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J.K. Rowling Leaves Little Doubt About Her TERFdom

J.K Rowling attends the UK Premiere of "Fantastic Beasts: The Crimes Of Grindelwald"

As many times as J.K. Rowling has already disappointed us (her retroactive Harry Potter queerbaiting, her defense of Johnny Depp, that time she said wizards used to just poop themselves all the time, etc. etc.), she still keeps finding new ways to fail her fans. Or rather, fans of her work, because I don’t really see many people calling themselves fans of her as a person anymore. Following TERFs on Twitter goes above and beyond the level of disappointment we’ve come to expect, however.

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Rowling has been seen liking transphobic tweets in the past, though at the time, her rep said it was the result of “a clumsy and middle-aged moment and this is not the first time she has favorited by holding her phone incorrectly.” Now, though, she’s gone on a TERF (trans-exclusionary radical feminist)-following mini-spree, meaning she’s choosing to introduce transphobic views into her timeline.

Rowling follows less than 700 accounts on Twitter, and she recently added the aggressively anti-trans YouTuber Magdalen Berns to that list. Berns, who has called transgender people “Blackface actors” has filled her YouTube account with videos like “There is no such thing as a lesbian with a penis” and “Misgendering is violence? Nah, mate!” and plenty of arguments over “genital preferences.” Her Twitter account is no different. It’s nothing but anti-trans bullshit.

And that wasn’t Rowling’s only recent anti-trans follow. She followed Fionne Orlander, a transwoman who also identifies as male and spouts and retweets a lot of transphobic awfulness. She also followed Julie Bindel, who has written extensively for years against transgender civil rights.

A rep for Rowling told PinkNews in a statement, “J.K. Rowling won’t be commenting. However, we know she follows on Twitter a wide range of people she finds interesting or thought-provoking.” Anti-trans sentiments have established a stronghold in British feminism (as the NYT recently explored) and it sure seems like Rowling considers that movement “thought-provoking” rather than abhorrent, as one might hope.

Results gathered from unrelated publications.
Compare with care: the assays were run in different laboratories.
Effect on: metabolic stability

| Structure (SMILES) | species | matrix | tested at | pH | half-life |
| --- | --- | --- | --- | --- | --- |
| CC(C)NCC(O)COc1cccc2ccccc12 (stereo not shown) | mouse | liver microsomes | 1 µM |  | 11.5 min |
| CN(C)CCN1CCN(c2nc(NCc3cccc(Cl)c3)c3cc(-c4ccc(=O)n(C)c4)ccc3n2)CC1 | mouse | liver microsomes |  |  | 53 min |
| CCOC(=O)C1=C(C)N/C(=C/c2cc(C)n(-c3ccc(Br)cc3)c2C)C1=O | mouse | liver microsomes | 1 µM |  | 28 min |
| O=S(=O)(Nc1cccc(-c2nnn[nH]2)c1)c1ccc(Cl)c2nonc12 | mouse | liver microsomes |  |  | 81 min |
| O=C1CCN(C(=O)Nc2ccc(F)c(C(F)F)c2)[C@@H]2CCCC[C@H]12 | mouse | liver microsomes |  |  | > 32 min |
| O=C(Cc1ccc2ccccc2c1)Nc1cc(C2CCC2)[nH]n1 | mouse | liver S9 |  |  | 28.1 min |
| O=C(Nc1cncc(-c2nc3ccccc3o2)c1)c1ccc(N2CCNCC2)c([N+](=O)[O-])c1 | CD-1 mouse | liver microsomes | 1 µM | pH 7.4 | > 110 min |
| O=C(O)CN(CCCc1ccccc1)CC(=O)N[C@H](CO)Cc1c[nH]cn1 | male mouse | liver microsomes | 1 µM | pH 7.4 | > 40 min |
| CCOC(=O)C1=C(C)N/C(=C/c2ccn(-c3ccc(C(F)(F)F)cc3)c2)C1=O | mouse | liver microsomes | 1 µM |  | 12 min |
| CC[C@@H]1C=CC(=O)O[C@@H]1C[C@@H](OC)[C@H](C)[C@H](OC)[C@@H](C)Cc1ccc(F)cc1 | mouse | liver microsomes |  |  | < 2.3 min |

Oh, and for what it’s worth, Rowling also followed a Johnny Depp stan account that leans hard into the anti-Amber Heard narrative.

Those appear to all be recent follows, but there are plenty more buried deeper.

For a lot of people, this will raise the question of what this means for their fandom. Can they still enjoy Harry Potter and the rest of that franchise? I’m of the strong opinion that yes you can and you don’t have to let this change your memory of what those books might have meant to you growing up (or still mean to you now).

However, if this sort of behavior upsets you, you don’t have to alter your past, but it’s probably worth thinking about your present and future. Meaning, what and who we choose to give our money to makes a difference, and we have the ability to, as they say, vote with our wallets.

If we buy the new books, see the new movies, play the new games, or buy the new merch, we’re not just giving money to a TERF (although we are doing that too). We’re giving money to someone with a gigantic platform who is serving to normalize transphobia for her audience, many of whom are young people.

(image: John Phillips/Getty Images)

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Vivian Kane
Vivian Kane (she/her) is the Senior News Editor at The Mary Sue, where she's been writing about politics and entertainment (and all the ways in which the two overlap) since the dark days of late 2016. Born in San Francisco and radicalized in Los Angeles, she now lives in Kansas City, Missouri, where she gets to put her MFA to use covering the local theatre scene. She is the co-owner of The Pitch, Kansas City’s alt news and culture magazine, alongside her husband, Brock Wilbur, with whom she also shares many cats.

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